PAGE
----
The board considered various amendments to the "IAC Policy & Procedures" manual regarding selection of U. S. Aerobatic Team pilots after our experience with the new procedure this year. Most of the changes were administrative in nature but did go far to clarify the intent of the board when it adopted the new procedure in November 1996. Changes include:
(1) Added emphasis to the completion of Unknowns if weather is a problem on the extra fly days provided after the official contest is ended.
(2) Procedures were cleaned up regarding the use of video.
(3) Reimbursement for team selection judges' hotel rooms, though controversial, was continued by the board.
(4) Pilots must fly at both Fond du Lac and U. S. Nationals to qualify. While this problem did not arise this year, with the reduction in the number of female pilots trying out for the team, the board wanted to make clear that participation at both events is necessary to qualify.
(5) Percentage of possible to qualify for the team was lowered from 75% to 70%. This change was made in view of the increasing complexity of Unlimited sequences.
(6) Different sets of judges will be used at Fond du Lac and the Nationals. The objective is for a total of 14 judges to work the events during team selection in Unlimited. Positions on the panel of judges will also be reserved for the U. S. Team judge and assistant.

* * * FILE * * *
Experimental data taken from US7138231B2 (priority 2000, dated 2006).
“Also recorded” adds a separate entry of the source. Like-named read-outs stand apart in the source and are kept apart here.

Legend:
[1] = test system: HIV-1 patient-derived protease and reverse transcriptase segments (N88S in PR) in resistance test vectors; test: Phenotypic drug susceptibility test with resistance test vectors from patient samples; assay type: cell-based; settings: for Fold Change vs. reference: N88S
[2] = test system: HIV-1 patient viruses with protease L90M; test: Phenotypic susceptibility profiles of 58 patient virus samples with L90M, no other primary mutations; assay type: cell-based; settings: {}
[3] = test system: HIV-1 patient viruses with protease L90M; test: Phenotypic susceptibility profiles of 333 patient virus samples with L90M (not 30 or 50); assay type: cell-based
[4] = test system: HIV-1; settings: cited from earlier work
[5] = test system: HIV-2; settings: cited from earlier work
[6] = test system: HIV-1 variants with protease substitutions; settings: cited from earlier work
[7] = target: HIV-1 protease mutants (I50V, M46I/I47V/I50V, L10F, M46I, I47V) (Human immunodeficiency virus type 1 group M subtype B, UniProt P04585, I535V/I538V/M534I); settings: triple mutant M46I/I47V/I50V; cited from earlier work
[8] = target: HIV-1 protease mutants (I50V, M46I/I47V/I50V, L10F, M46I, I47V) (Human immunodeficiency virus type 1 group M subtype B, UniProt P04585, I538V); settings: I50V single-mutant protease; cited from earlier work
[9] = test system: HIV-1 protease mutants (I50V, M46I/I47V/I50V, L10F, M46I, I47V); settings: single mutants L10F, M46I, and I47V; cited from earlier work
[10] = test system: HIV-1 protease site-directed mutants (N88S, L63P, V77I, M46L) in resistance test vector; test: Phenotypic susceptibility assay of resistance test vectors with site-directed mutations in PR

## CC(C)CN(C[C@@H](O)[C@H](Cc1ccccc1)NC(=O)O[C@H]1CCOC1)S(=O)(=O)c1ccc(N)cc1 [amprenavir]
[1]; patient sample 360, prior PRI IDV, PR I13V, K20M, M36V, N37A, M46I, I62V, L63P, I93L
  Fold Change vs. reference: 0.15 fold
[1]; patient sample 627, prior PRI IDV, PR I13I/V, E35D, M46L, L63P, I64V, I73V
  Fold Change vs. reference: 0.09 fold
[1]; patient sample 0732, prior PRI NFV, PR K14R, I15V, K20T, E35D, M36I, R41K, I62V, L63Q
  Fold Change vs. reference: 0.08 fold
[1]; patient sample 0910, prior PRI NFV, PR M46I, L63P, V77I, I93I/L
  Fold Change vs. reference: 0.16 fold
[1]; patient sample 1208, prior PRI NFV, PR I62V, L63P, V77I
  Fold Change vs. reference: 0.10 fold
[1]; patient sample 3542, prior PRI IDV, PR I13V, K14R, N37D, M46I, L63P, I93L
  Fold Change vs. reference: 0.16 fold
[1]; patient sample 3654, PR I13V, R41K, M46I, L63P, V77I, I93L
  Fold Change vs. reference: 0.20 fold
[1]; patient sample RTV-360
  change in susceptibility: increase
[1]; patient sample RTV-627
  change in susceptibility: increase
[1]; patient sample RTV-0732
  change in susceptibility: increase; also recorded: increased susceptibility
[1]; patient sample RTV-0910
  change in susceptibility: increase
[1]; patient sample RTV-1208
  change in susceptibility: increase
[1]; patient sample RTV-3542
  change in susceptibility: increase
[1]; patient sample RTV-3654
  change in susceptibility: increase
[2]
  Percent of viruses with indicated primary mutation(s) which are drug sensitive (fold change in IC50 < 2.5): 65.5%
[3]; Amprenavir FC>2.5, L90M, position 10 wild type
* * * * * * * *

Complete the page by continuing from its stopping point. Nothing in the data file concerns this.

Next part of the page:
In addition to procedures which affect the Unlimited category the board also made changes which will affect the U.S. Advanced Team. They are:
Percentage of possible to qualify for the team was lowered from 75% to 70%.
The order of the flight programs flown will now be Known, Unknown and Free.
Several changes to the letter of agreement which defines the relationship between IAC and the U. S. Aerobatic Foundation were agreed. IAC is responsible for the promotion, management, and administration of the sport of aerobatics in the United States under the terms of our agreement with the National Aeronautic Association (NAA). NAA is the sole representative of FAI in this country. In turn, IAC delegates its responsibilities for the management and promotion of the U. S. Aerobatic Team to USAF, a separate corporate body. IAC, however, retains the authority to selection all U. S. Aerobatic Teams and these procedure are laid down in policy set by the board.
Part of the agreement deals with the selection of the U. S. Delegation to CIVA. These procedures have been strengthened and clarified in the new agreement. Our current delegation consists of a delegate (Mike Heuer), alternate delegate (Bob Davis), and reserve alternate and technical specialist (Howie Stock). Since Mike Heuer serves as President of CIVA, he cannot occupy the U. S. seat during CIVA meetings and this responsibility is assumed by Bob Davis.